Tour de France: 'You cannot plan a win like that', says Sagan

A group of television reporters waylaid Peter Sagan (Tinkoff) as he filled the pockets of his green jersey with energy gels ahead of stage 11 of the Tour de France and asked him if he had any particular tactical strategy for the day ahead, given the windy conditions expected on the road to Montpellier.

Sagan is often playful to the point of flippant in such situations, and he was in typical form on the start line in Carcassonne. "I never plan," he deadpanned, and then pedaled off, to the bemusement of the television crews.

By day's end, that throwaway comment seemed rather more profound as Sagan improvised his way to his second stage win of this Tour by forging off the front in a four-man group in the finale with Chris Froome (Sky) and then out-sprinting the yellow jersey to take the spoils.

The strong tramontane wind that buffeted the race all day was expected to scatter the peloton into echelons, but while the field duly broke up and reformed throughout the latter part of the afternoon, the day's decisive move came with 12 kilometres remaining, just as it seemed the sprinters' teams had matters under control.

Sagan and his Tinkoff teammate Maciej Bodnar drifted off the front and were quickly joined by Froome and his Sky comrade Geraint Thomas. There was no need to negotiate the terms and conditions of their working alliance. A nod would have sufficed.

"In that situation, you don't have too enough breath to talk, you just say 'Go, go, go,'" Sagan explained afterwards. "It was a good group, with the yellow jersey. I was going for the stage, they were working to take seconds. It was unbelievable, it just happened. You cannot plan that. Thank you to Bodnar and also to Team Sky, because they worked with us. I'm very happy to win a stage that was maybe for sprinters. It was a crazy day, but for us it was very nice."

Despite the best efforts of Lotto Soudal and Etixx-QuickStep, the quartet stretched their lead out beyond 25 seconds on the outskirts of Montpellier, and during those breathless final kilometres, it briefly seemed that Froome had made a substantial gain in the fight for overall victory.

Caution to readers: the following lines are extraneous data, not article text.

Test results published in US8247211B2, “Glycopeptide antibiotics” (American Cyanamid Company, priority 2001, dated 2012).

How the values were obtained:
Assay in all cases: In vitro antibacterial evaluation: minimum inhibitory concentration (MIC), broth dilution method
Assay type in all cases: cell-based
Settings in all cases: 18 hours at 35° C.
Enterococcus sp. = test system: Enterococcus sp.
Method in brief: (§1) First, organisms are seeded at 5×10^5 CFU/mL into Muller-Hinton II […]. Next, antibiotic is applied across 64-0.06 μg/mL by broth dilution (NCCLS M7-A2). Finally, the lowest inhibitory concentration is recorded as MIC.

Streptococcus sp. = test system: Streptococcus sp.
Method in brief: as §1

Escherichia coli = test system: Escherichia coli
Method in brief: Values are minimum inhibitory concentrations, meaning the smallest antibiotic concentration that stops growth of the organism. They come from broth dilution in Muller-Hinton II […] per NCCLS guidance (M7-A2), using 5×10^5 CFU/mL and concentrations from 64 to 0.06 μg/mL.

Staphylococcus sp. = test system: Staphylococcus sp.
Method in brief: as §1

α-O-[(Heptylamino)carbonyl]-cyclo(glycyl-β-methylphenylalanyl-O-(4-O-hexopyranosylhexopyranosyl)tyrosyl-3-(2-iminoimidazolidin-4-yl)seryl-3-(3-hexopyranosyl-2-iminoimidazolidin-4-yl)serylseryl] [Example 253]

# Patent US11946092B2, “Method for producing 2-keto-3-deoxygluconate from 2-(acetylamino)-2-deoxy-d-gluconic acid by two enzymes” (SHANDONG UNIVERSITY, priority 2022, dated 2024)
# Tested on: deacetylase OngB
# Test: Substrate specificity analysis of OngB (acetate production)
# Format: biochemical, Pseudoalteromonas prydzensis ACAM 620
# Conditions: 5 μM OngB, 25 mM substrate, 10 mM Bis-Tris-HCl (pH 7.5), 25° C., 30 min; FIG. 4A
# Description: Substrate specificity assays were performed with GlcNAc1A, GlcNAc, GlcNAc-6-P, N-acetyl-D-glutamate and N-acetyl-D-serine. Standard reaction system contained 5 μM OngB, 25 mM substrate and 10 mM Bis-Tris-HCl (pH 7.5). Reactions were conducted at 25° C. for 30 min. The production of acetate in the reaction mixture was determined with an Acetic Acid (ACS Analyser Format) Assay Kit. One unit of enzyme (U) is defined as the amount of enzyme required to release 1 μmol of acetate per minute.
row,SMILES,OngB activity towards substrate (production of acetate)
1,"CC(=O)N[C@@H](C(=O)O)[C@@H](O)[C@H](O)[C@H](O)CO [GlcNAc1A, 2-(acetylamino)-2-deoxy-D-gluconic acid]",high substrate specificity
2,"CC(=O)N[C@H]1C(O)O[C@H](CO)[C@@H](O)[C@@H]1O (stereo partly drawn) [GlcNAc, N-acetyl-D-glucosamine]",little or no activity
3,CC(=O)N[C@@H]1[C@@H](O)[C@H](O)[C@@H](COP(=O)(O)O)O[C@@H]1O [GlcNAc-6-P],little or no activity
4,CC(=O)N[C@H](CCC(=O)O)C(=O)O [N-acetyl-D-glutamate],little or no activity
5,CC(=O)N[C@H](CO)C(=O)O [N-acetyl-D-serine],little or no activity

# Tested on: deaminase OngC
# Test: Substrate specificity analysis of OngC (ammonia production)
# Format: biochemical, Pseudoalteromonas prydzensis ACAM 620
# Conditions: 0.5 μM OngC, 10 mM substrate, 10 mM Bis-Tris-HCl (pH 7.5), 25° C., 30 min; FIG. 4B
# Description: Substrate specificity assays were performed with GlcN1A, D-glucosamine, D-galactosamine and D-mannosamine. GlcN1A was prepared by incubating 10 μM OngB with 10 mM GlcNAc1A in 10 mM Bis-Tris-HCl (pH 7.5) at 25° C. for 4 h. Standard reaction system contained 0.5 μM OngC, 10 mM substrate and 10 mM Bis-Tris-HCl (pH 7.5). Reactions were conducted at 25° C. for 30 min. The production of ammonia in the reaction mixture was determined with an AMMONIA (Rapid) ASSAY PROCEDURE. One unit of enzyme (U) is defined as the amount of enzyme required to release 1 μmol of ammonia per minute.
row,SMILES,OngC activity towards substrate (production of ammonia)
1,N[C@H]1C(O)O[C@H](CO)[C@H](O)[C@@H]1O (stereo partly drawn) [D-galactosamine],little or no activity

In the end, Froome would have to settle for 6 seconds and the same in bonuses, but while the yellow jersey was still furiously looking to maintain his advantage in the finishing straight, Sagan briefly contemplated trying to manoeuvre his teammate Bodnar into a winning position.

"Froome did everything to come with most time possible, and when Thomas was also dropped I thought maybe he wasn't going to sprint at all," Sagan said. "I wanted Maciej to win, but afterwards Chris started to sprint from behind and I had to go with him. We were in the break to win the stage. Without our combination, the win would never have happened."

More on this story:

Rating Tour victories

The victory was the sixth of Sagan's Tour career, but even though it had come in such unexpected circumstances and against a lofty rival, the Slovak demurred when asked if it was the most satisfying, recalling the victory over Fabian Cancellara and the later homage to Forrest Gump on his debut in 2012.

"It's nice, but still the special one is maybe the first, and the second one was also nice. Another victory was three years ago, when we pulled with the whole team all the day dropped the sprinters and I won the sprint [in Albi – ed.]" Sagan said. "Today was just something you cannot plan. It was just something special – the green jersey with the yellow jersey…"

At that last comment, Sagan broke into a giddy fit of laughter reminiscent of Tom Hulce's portrayal of Mozart in the film Amadeus, and he was still smiling to himself when the next question landed. Having finished second in Revel the previous afternoon after being off the front all day in the break, how did Sagan summon up the strength to pull off the win on Wednesday's windswept leg? The normal rules of conserving energy over the course of a three-week race don't seem to apply to the world champion.

"Actually I felt good today," Sagan said matter-of-factly. "Today for sure it was not a boring stage from the start every moment you had to pay attention. Everybody expected we would split much earlier. But in the end, it was the right moment and things just happened."

After three years of near misses at the Tour, everything seems to be falling into place for Sagan this time around. His lead in the points classification has now yawned out to a mammoth 90 points over Mark Cavendish (Dimension Data), and for good measure, he learned that he will not have to ride all the way to the top Mont Ventoux on Thursday afternoon.

"It will be six kilometres less, yeah? Nice," Sagan said. "But there'll be wind before Ventoux too, so it will be a crazy stage tomorrow as well. And good luck to Froomey, because he did a very big effort today. I hope he hasn't used a lot of energy for tomorrow. Tomorrow I hope for me will be, well not a rest day, but one to take easy."

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Barry Ryan
Head of Features

Barry Ryan is Head of Features at Cyclingnews. He has covered professional cycling since 2010, reporting from the Tour de France, Giro d’Italia and events from Argentina to Japan. His writing has appeared in The Independent, Procycling and Cycling Plus. He is the author of The Ascent: Sean Kelly, Stephen Roche and the Rise of Irish Cycling’s Golden Generation, published by Gill Books.